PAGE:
In a largely positive review of government programs to address mounting hunger during Covid-19, a panel of experts and advocates speaking at the National Food Security Conference on Wednesday encouraged Congress to boost spending on the anti-hunger programs it has developed since the pandemic began. (No paywall)
Judge voids USDA move to water down school nutrition rules
The Trump administration's decision to delay and dilute rules calling for less sodium and more whole grains in school meals was overturned by a federal judge in Maryland, said the nonprofit legal organization Democracy Forward on Monday. "Our victory ensures that school lunches will be healthier for 30 million children," said the group on social media.
USDA will help ‘keep the kids fed’ during Covid-19, says Perdue
Agriculture Secretary Sonny Perdue told school food directors on Monday the government will help them continue feeding children if schools are closed due to Covid-19. “If schools are closed, we are going to do our very best to see you all have the tools you need to keep the kids fed,” he said at a School Nutrition Association conference.
Number of low-income children eating school breakfast hits plateau
After years of increases, the number of low-income children eating free or reduced-price breakfast at school plateaued at 12.4 million during the 2018-19 school year, said the Food Research and Action Center, an anti-hunger group.
Where Perdue sees ‘flexibility’ in school food, critics see junk food
On his sixth day on the job in 2017, Agriculture Secretary Sonny Perdue made chocolate milk safe for schools again, along with white flour and salt, in the name of regulatory flexibility. Those revisions to the school food program became final in late 2018. The USDA will propose a new round of "common-sense flexibility" for school meals this week, says Perdue. Skeptics said it will mean more pizza, burgers and fries and fewer servings of fruits and vegetables.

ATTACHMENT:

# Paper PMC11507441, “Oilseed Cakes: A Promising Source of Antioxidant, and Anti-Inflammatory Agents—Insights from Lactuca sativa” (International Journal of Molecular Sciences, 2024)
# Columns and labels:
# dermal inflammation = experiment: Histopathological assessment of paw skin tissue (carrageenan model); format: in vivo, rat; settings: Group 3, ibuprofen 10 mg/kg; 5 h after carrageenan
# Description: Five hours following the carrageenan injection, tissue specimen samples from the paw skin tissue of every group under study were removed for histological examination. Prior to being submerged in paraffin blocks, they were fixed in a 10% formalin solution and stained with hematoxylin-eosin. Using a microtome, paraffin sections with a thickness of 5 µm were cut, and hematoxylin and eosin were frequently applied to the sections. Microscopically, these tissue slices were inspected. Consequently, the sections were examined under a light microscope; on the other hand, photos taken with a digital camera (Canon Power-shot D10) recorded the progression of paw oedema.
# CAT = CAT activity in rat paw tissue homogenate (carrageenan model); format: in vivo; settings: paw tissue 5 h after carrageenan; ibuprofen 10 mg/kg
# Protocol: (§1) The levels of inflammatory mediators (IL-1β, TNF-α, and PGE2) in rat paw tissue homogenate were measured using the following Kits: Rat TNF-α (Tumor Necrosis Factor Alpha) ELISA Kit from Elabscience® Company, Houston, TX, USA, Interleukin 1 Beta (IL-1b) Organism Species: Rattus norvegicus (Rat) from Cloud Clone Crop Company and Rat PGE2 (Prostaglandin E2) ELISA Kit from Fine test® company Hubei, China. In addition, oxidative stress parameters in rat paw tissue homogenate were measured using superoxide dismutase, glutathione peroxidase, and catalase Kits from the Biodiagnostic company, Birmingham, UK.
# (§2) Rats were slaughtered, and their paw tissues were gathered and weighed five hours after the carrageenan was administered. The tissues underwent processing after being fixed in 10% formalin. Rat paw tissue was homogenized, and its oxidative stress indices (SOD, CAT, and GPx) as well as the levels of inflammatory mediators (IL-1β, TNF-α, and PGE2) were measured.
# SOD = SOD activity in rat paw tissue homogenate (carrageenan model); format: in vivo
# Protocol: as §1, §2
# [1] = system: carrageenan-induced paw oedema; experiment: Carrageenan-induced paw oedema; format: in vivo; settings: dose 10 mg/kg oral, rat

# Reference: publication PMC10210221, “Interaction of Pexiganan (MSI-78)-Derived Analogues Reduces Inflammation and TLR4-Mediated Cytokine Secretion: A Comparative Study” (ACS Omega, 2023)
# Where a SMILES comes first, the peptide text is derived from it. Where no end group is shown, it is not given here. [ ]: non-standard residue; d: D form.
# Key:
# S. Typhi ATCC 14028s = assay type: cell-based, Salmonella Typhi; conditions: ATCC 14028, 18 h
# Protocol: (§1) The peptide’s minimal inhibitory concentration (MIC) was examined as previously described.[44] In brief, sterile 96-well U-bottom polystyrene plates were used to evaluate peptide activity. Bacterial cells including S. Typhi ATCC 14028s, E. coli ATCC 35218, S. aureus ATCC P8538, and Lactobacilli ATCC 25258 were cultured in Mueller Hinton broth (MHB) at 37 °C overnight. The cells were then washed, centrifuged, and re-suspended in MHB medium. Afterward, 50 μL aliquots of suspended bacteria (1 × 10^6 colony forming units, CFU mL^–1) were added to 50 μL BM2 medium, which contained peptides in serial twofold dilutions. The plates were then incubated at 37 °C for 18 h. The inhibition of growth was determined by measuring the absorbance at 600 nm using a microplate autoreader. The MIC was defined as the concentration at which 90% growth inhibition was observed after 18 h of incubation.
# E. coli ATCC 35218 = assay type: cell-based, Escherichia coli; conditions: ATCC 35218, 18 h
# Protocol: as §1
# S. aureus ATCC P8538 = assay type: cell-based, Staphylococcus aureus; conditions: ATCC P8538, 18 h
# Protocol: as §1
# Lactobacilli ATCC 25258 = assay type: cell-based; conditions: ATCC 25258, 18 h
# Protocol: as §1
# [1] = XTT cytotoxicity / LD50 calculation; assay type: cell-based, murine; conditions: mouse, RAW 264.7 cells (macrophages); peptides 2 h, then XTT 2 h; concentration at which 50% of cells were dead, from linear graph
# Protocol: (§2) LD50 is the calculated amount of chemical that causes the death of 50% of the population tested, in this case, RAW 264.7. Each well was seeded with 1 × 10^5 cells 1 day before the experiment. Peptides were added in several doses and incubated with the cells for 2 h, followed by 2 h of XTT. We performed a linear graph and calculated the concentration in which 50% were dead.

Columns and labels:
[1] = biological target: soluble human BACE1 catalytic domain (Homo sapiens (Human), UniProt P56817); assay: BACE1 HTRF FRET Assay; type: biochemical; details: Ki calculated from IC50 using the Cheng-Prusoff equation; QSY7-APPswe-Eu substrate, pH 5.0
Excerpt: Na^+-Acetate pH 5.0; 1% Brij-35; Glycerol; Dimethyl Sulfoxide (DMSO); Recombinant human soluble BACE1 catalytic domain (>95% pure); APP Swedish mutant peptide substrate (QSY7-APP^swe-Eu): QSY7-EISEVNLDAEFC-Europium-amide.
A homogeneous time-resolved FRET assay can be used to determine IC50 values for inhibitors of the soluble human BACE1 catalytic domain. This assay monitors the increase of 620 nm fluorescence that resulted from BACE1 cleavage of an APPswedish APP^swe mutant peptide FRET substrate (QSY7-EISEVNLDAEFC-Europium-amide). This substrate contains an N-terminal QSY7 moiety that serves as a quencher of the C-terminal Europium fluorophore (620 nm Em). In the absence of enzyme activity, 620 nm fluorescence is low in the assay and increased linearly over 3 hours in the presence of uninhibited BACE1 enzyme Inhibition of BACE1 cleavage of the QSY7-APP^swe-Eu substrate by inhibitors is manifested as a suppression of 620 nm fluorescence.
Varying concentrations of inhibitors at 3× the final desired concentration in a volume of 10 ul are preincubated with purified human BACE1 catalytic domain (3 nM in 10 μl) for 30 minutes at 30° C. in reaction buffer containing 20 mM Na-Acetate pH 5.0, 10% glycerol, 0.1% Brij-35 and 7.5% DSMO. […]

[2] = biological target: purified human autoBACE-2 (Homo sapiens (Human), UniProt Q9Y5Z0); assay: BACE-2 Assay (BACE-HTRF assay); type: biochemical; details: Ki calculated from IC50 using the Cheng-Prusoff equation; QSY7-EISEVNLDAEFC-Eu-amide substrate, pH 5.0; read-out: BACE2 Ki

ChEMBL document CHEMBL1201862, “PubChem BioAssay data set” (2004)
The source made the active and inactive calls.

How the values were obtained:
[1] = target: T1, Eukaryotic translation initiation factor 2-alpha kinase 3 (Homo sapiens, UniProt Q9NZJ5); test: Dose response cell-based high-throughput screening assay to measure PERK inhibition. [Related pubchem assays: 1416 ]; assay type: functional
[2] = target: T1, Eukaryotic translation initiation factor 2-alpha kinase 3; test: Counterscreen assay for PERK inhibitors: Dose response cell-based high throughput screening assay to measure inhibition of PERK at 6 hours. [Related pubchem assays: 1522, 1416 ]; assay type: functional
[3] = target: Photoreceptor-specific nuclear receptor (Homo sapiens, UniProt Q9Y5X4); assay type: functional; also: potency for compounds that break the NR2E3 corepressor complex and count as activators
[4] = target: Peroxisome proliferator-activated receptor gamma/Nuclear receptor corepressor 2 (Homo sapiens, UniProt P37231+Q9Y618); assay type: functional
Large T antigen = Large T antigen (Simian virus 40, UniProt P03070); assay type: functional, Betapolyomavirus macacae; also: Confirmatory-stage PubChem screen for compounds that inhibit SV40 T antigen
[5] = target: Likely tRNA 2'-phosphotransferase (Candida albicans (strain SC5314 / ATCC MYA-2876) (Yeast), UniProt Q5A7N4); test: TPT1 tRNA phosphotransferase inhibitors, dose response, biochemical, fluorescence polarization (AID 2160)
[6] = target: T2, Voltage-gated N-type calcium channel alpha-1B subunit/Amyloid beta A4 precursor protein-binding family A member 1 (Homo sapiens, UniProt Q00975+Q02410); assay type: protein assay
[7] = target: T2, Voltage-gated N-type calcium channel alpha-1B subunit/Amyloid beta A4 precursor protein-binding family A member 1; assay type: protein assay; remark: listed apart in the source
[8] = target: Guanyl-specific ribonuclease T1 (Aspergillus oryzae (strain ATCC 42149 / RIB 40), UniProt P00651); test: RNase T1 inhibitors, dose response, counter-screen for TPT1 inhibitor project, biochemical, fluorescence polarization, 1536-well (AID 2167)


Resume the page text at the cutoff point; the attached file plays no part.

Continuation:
‘Kids eat local’ bills may be part of child nutrition overhaul
Companion bills introduced in the House and Senate would make it easier for schools to buy locally produced foods to serve to their students, said sponsors on Thursday.
How Oakland became a leader in cutting school food waste
Among the 40 percent of all food thrown out is this statistic: America’s school lunch programs waste $5 million in food every day. FERN’s latest story, published with Grist, focuses on Nancy Deming of the Oakland Unified School District, a leader in the movement to cut school food waste and redirect the food to students and people in need. Here’s the main take-aways: